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Familiar Diversions

I'm a librarian who loves anime, manga, and reading a wide variety of genres.

Currently reading

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Berman, Steve, Steve Berman
The Moai Island Puzzle
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The Mystic Marriage
Heather Rose Jones
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Kazuto Tatsuta
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Progress: 58/367 pages

Horimiya (manga, vol. 1) by HERO and Daisuke Hagiwara, translated by Taylor Engel

Horimiya, Vol. 1 - Hero, Daisuke Hagiwara, Taylor Engel

At school, Kyouko Hori is perfect and popular. She has great grades, she looks gorgeous, and everyone wants to spend time with her. Izumi Miyamura, on the other hand, looks like a gloomy geek. Then one day Hori and Miyamura find out each other's secrets: both of them are very different outside of school. The reason why Hori can never go out with her friends after school is because her parents work all the time and she's responsible for taking care of her brother and all the housework. Outside of school, she never wears makeup and barely bothers to do her hair. And Miyamura is secretly tattooed and pierced.

My gold standard for “students who are different at school than they are at home” manga is Kare Kano, in which the two main characters basically wear perfect masks as school, for different reasons (Yukino because she thrives on praise, and Arima because he feels he needs to somehow repay his adoptive parents for their affection).

By comparison, Horimiya was kind of a disappointment, since neither Hori nor Miyamura (I'm going to refer to them both by their surnames) seemed to have very good reasons for wanting to keep their secrets. I could understand Hori's situation the best – it probably felt nice to be viewed as effortlessly beautiful and perfect by her fellow classmates, and she probably worried that she might lose their affection if she was suddenly less than perfect. Still, it was a little odd that she hadn't at least told her best female friend her secret.

Miyamura, on the other hand, was a mystery. At one point, someone asked him why he'd even bothered to get all those piercings and tattoos if he was just going to hide them. His response? “You know how sometimes you just get it done on a whim...?” Nine piercings and a bunch of tattoos seem like a bit more than a whim. Miyamura was actually less embarrassed to have people think he was on his period (a spur-of-the-moment excuse for not bathing with the other boys during a school trip) than he was at the thought that others might find out he had tattoos and piercings.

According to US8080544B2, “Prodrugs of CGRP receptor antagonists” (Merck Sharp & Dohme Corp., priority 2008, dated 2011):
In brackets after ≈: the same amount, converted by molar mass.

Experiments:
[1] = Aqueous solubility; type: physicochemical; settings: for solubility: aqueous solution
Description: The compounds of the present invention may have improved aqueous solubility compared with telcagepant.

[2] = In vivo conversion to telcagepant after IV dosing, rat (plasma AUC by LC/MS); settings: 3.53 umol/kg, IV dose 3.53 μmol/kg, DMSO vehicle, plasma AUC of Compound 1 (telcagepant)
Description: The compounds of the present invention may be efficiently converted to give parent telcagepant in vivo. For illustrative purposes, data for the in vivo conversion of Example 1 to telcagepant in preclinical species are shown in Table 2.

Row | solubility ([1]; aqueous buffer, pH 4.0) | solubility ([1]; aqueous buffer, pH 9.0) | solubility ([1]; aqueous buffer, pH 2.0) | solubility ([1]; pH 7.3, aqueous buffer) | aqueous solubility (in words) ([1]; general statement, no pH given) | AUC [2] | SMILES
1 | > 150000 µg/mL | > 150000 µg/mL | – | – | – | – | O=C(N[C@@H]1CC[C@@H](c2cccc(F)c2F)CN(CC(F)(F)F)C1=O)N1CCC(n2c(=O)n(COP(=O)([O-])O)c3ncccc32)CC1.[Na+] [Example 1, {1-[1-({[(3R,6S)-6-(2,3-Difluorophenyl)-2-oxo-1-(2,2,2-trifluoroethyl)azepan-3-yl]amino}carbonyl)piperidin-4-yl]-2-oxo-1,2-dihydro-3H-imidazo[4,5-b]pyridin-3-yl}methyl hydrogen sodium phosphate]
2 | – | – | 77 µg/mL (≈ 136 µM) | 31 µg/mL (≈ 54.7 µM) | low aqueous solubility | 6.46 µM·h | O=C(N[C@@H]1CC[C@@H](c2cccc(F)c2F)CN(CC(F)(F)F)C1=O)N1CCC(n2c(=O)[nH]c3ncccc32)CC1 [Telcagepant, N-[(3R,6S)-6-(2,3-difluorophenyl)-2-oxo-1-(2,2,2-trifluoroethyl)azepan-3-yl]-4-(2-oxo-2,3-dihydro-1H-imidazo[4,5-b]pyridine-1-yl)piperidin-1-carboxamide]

At the moment, the best I can come up with is that Miyamura seems to be very shy and wants very badly to fade into the background for some reason. At the same time, he seems to be very lonely. Hopefully Miyamura's motivations are explored more later on.

The premise is so flimsy that I'm a little surprised that this volume worked as well for me as it did. It helped that I liked Daisuke Hagiwara's artwork, but the thing that really carried this series was the adorableness that was Miyamura (and Miyamura + Hori). Miyamura was sweet, gentle, awkward, and a bit clueless. He enjoyed getting to be around Hori and her little brother all the time, but he was also a bit baffled by the relationship developing between him and Hori. Outside of school, they were friends who were completely comfortable with each other, with hints of possible romance on the horizon. At school, they were completely different, to the point that people were starting to notice and wonder about super-popular Hori talking to gloomy Miyamura more often than usual.

This is the kind of series that could quickly fall flat on its face, but so far I'm charmed enough by Miyamura and Hori that I'm willing to read on. It'll be interesting to see where HERO takes things. It's only the first volume, and already one classmate has learned Miyamura's secret, but not Hori's, and one classmate knows Miyamura both in and out of school but doesn't realize they're the same person. Volume 2 could get messy.

Extras:

There's a one-and-a-half page artist's afterword, a three-page bonus comic featuring Myamura (a tiny Miyamura with cat ears), and some translation notes (which are nearly useless and could have included a lot more).

 

Rating Note:

 

I debated whether to give this 3.5 or 4 stars. In the end, I gave it 4 stars because it made me laugh loud enough that I probably annoyed my neighbors, and also because I loved Miyamura.

 

(Original review, with read-alikes and watch-alikes, posted on A Library Girl's Familiar Diversions.)